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SAMJ: South African Medical Journal

Print version ISSN 0256-9574

SAMJ, S. Afr. med. j. vol.99 n.1 Cape Town Jan. 2009

 

BRIEWE

 

 

Unhygienic male circumcision procedures and HIV transmission

To the Editor: Connolly and colleagues report one of the most detailed observational investigations of the association between male circumcision and HIV infection in sub-Saharan Africa to date.1 They found no overall association between circumcision and prevalent HIV infection in South Africans. Connolly and colleagues also suspect that the often unhygienic circumcision procedures among black South Africans may facilitate HIV transmission.

Evidence from Kenya, Lesotho and Tanzania is consistent with this hypothesis.2 Circumcised males in these countries are typically circumcised in adolescence or early adulthood. In each country, circumcised virgins were substantially more likely to be HIV infected than sexually experienced males. Similarly, circumcised adolescent males were more likely to be infected than their uncircumcised counterparts. (In Lesothoan young men circumcision was also associated with HIV infection, perhaps reflecting an older age at circumcision for Lesothoans than for Kenyans and Tanzanians.) However, in older age groups circumcised men were less likely to be infected than uncircumcised men. This pattern could partially be explained by increased mortality among circumcised adolescents and young adults (due to circumcision-related HIV infection), thus reducing HIV prevalence (or slowing its growth) relative to uncircumcised men in older age groups.2 A delayed protective effect of circumcision, HIV-specific immunity acquired from circumcision-related exposures, and other factors might also account for this pattern.

For decades, substantial fractions of youth throughout southern and eastern Africa have identified circumcision as a risk for HIV transmission.2-10 It is therefore crucial that more rigorous investigations beyond analyses of cross-sectional data be conducted to resolve the matter with confidence.2 Future work might include detailed observations of circumcision procedures in different settings combined with prospective studies of adolescent and young adult males in communities where circumcision is common. Intervention trials of safer circumcision (compared with existing procedures) might also provide critical evidence, as might sequencing of infected youths' HIV DNA in both observational and intervention studies that focus on circumcision in specific communities.

 

Devon D Brewer

Interdisciplinary Scientific Research
Seattle, USA
interscientific@yahoo.com

John J Potterat

Independent consultant
Colorado Springs, USA

John M Roberts, Jr

University of New Mexico
Albuquerque, USA

Stuart Brody

University of the West of Scotland
Paisley, UK

 

1. Connolly C, Simbayi LC, Shanmugam R, Nqeketo A. Male circumcision and its relationship to HIV infection in South Africa: results of a national survey in 2002. S Afr Med J 2008; 98: 789-794.         [ Links ]

2. Brewer DD, Potterat JJ, Roberts JM, jr., Brody S. Male and female circumcision associated with prevalent HIV infection in adolescents in Kenya, Lesotho, and Tanzania. Ann Epidemiol 2007; 17: 217-226.         [ Links ]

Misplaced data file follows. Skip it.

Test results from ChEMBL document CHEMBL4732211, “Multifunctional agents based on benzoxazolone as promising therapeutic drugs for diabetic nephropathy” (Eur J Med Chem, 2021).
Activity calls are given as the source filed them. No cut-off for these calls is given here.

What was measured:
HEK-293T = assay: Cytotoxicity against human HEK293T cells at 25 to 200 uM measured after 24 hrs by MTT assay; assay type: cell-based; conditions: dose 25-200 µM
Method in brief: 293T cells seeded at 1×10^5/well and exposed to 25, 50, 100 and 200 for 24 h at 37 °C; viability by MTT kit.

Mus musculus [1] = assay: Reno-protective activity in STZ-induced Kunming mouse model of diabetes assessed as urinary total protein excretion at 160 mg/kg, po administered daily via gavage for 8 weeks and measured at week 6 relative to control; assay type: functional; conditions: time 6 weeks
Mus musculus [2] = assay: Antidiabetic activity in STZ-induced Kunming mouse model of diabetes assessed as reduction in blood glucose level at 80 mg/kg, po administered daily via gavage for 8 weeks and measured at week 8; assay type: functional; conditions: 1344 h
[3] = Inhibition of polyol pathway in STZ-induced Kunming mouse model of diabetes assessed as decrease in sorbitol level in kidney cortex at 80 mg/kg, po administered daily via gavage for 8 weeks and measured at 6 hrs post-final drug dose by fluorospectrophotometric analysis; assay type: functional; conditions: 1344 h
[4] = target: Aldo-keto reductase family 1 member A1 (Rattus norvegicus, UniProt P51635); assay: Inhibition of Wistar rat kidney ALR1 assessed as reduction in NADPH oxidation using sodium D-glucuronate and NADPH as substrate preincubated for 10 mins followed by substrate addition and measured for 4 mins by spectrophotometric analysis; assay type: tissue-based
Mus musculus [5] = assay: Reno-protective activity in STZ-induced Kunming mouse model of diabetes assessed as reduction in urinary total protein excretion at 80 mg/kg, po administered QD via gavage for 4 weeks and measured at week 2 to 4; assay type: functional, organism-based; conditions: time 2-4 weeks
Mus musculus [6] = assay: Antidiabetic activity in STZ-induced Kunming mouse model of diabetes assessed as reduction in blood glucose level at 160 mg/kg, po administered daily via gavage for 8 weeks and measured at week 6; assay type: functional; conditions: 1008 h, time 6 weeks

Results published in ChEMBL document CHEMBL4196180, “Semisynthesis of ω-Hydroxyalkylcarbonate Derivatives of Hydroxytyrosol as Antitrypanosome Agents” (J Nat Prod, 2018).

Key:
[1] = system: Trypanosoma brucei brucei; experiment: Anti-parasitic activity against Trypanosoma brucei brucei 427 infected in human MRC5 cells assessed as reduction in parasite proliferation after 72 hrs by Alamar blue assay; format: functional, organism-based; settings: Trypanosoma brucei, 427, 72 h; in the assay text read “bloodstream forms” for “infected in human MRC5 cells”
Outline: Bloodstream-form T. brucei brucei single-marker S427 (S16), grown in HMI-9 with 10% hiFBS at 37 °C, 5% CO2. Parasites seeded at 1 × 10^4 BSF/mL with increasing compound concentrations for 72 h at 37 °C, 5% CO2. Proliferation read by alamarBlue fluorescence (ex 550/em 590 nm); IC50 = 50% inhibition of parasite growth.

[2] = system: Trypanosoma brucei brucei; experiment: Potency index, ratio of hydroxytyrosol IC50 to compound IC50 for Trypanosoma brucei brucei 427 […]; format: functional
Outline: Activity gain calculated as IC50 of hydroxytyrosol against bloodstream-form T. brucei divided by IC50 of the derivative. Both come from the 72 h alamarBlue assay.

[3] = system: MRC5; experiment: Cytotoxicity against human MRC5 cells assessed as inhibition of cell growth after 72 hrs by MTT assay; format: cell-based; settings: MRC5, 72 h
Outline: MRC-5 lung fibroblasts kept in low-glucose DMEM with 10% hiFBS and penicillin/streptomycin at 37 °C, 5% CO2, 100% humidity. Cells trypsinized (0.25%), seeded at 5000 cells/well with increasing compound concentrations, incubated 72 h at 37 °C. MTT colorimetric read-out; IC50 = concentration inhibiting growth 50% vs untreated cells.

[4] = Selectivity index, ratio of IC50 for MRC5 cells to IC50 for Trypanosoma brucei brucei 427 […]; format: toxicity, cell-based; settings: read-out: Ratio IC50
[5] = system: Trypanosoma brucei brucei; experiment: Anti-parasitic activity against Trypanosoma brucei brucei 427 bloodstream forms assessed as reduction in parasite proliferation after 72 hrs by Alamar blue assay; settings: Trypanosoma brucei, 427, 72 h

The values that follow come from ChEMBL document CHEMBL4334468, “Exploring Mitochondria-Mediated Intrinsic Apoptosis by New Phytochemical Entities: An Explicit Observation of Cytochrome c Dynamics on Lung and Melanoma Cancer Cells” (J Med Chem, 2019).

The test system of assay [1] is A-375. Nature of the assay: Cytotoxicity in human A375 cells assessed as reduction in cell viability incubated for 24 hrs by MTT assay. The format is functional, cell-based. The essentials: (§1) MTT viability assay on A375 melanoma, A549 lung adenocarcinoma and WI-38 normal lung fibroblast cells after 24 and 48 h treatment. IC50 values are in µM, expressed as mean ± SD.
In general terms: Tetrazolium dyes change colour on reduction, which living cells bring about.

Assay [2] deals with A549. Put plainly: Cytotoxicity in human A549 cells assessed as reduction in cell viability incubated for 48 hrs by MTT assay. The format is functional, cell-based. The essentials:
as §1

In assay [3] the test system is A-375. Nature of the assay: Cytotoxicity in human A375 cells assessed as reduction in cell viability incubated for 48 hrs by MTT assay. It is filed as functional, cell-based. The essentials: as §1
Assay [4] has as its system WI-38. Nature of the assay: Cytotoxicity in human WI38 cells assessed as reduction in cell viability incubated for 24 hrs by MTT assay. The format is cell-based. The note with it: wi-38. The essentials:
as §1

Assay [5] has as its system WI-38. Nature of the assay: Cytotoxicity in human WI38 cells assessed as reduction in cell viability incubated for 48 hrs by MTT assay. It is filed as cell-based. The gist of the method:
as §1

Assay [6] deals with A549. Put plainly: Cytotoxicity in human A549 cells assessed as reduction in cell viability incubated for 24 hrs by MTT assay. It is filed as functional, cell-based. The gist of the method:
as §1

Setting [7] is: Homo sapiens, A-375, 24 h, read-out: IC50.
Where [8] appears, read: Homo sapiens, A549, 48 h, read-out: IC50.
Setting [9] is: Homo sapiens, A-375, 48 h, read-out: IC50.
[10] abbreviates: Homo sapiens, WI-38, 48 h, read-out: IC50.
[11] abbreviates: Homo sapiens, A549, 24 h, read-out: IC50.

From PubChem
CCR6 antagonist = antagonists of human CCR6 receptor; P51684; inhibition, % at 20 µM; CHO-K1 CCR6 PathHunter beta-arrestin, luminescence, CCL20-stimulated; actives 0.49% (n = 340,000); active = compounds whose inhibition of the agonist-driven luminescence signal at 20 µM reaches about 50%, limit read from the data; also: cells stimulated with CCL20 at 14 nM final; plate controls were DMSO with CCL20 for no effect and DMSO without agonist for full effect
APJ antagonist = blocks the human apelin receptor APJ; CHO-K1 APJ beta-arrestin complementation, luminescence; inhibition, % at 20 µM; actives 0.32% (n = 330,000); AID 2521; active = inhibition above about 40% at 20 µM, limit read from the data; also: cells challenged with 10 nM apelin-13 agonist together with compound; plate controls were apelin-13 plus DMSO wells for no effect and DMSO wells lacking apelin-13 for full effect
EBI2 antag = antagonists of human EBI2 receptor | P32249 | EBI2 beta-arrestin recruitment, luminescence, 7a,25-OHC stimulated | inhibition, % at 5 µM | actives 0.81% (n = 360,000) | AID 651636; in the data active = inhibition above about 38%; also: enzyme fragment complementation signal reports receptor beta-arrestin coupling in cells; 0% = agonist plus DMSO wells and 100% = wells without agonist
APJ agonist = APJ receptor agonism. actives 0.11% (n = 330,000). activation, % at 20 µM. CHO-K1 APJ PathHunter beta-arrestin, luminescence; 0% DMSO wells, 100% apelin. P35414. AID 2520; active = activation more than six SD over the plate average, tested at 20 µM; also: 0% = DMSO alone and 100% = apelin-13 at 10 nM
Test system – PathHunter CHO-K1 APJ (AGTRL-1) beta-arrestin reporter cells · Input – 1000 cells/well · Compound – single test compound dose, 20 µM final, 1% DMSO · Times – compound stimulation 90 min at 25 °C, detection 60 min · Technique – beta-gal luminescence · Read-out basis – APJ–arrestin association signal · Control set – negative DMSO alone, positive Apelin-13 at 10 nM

3. UNICEF, African Child Policy Forum. What children and youth think, Botswana: a statistical presentation of opinions and perceptions of children and youth in Botswana, 2006. Addis Ababa: African Child Policy Forum, 2006. http://www.africanchildforum.org/Documents/botswana.pdf (accessed 28 December 2006).         [ Links ]

4. UNICEF, African Child Policy Forum. What children and youth think, Burundi: a statistical presentation of opinions and perceptions of children and youth in Burundi, 2006. Addis Ababa: African Child Policy Forum, 2006. http://www.africanchildforum.org/Documents/Burundi.pdf (accessed 28 December 2006).         [ Links ]

5. UNICEF, African Child Policy Forum. What children and youth think, Ethiopia: a statistical presentation of opinions and perceptions of children and youth in Ethiopia, 2006. Addis Ababa: African Child Policy Forum, 2006. http://www.africanchildforum.org/Documents/Ethiopia.pdf. (accessed 28 December 2006).         [ Links ]

6. UNICEF, African Child Policy Forum. What children and youth think, Malawi: a statistical presentation of opinions and perceptions of children and youth in Malawi, 2006. Addis Ababa: African Child Policy Forum, 2006. http://www.africanchildforum.org/Documents/malawi.pdf (accessed 28 December 2006).         [ Links ]

7. UNICEF, African Child Policy Forum. What children and youth think, Rwanda: a statistical presentation of opinions and perceptions of children and youth in Rwanda, 2006. Addis Ababa: African Child Policy Forum, 2006. http://www.africanchildforum.org/Documents/Rwanda.pdf (accessed 28 December 2006).         [ Links ]

8. UNICEF, African Child Policy Forum. What children and youth think, Somalia: a statistical presentation of opinions and perceptions of children and youth in Somalia, 2006. Addis Ababa: African Child Policy Forum, 2006. http://www.africanchildforum.org/Documents/somalia.pdf (accessed 28 December 2006).         [ Links ]

9. UNICEF, African Child Policy Forum. What children and youth think, Tanzania: a statistical presentation of opinions and perceptions of children and youth in Tanzania, 2006. Addis Ababa: African Child Policy Forum, 2006. http://www.africanchildforum.org/Documents/Tanzania.pdf (accessed 28 December 2006).         [ Links ]

10. Lukobo MD, Bailey RC. Acceptability of male circumcision for prevention of HIV infection in Zambia. AIDS Care 2007; 19: 471-477.         [ Links ]